1916 Clara Kimball Young MJ Moriarty Playing Card1916 Clara Kimball Young MJ Moriarty Playing CardBut Selzick was suing again, and wouldn’t leave Clara alone. And Harry Garson, who now fancied himself a director, turned out to lack talent in this field, especially when the scripts were weak to begin with. The films weren’t great, and Clara’s downward trajectory is evident from watching her films from this period. She was glamorous in some, but was also cast in roles too young for her; meanwhile, her acting style – especially the way she used her big eyes melodramatically to ambiguously convey every emotion under the sun – was losing its resonance. Meanwhile, Clara was becoming embroiled in lawsuit after lawsuit, and she was all but attacked in all the trade papers and gossip columns. She owed a lot of money, and her last two Equity films were visibly low-budget.

Clara and Harry got involved with Metro – Harry directed one disastrous film for them, “The Hands of Nara” (1921), and then he was fired. Meanwhile, Metro tried hard to promote Clara and her films, including “Enter Madame” (1922), but too much had gotten in the way of her once blossoming career. She looked older, the momentum was gone; Variety (the trade paper) kindly attributed her decline to poor film choices. Her last Metro film was 1923’s “A Wife’s Romance”. In 1925, Clara tried to hop back in the saddle with an independent silent, “Lying Wives” – she played the villainess. The film did poorly, and that was her last film of the silent era.

The one thing Clara had that many of her contemporaries lacked was a strong disposition and a good sense of humor. Instead of retiring, defeated, she cut her losses, and spent the rest of the twenties in vaudeville. She left Garson and, in 1928, married Dr. Arthur Fauman. For a short time, the coming of sound helped her career – she appeared in several, including 1931’s “Kept Husbands” and a few leads. But the size of her parts dropped, and she wound up doing several B films, as well as serials and also a Three Stooges short. Although she had the talent to make it in sound, the press had labeled her a has-been, and she was fairly content to take what roles she could get. She is said to have declared, in good humor, “During the depression I had half a mind to take up a tin cup and beg for alms."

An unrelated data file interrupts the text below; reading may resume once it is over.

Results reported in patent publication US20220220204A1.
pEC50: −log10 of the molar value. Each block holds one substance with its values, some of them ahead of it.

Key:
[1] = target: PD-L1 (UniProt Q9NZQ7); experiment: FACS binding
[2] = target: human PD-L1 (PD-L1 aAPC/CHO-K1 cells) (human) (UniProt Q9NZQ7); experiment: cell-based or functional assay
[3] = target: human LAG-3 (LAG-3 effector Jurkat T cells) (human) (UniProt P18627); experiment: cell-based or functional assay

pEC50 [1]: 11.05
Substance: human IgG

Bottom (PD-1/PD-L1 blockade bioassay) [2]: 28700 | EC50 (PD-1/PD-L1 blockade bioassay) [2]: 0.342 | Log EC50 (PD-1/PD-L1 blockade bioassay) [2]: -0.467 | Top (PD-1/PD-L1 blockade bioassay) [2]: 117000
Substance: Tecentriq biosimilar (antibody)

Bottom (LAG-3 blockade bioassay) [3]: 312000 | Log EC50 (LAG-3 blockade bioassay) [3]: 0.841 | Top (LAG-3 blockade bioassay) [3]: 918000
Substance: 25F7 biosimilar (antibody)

Clara officially retired from film in 1941, although she did appear, as herself, in 1942’s “Mr. Celebrity”, starring another former star, Francis X. Bushman. Her husband died in 1937, and her father, one year later. She stayed in Hollywood, where early television was blossoming – they wound up airing many of her old silent greats, and she ‘resurfaced’ for awhile to give interviews and promote the films. She was also hired by CBS to be a Hollywood correspondent for Johnny Carson. Throughout all, she remained cheerful.

Eventually, time did catch up with her, and she passed away oat the Motion Picture Home on October 15, 1960, after telling her old friend Francis Marion that she “was worn out from the long journey, but I have found my way home.” Scandals and rocky career aside, she had maintained many friendships, and was admired by all for her ability to withstand controversy, and do what she loved best: perform.
Tammy Stone is a freelance writer and journalist based in Toronto. Watch for her regular column on the greats of the Silent Screen in The Movie Profiles & Premiums Newsletter. Tammy invites you to write her at with any questions or comments on her column.

Other Clara Kimball Young Pages:

The Clara Kimball Young Website -- Website devoted to the career of silent film star Clara Kimball Young.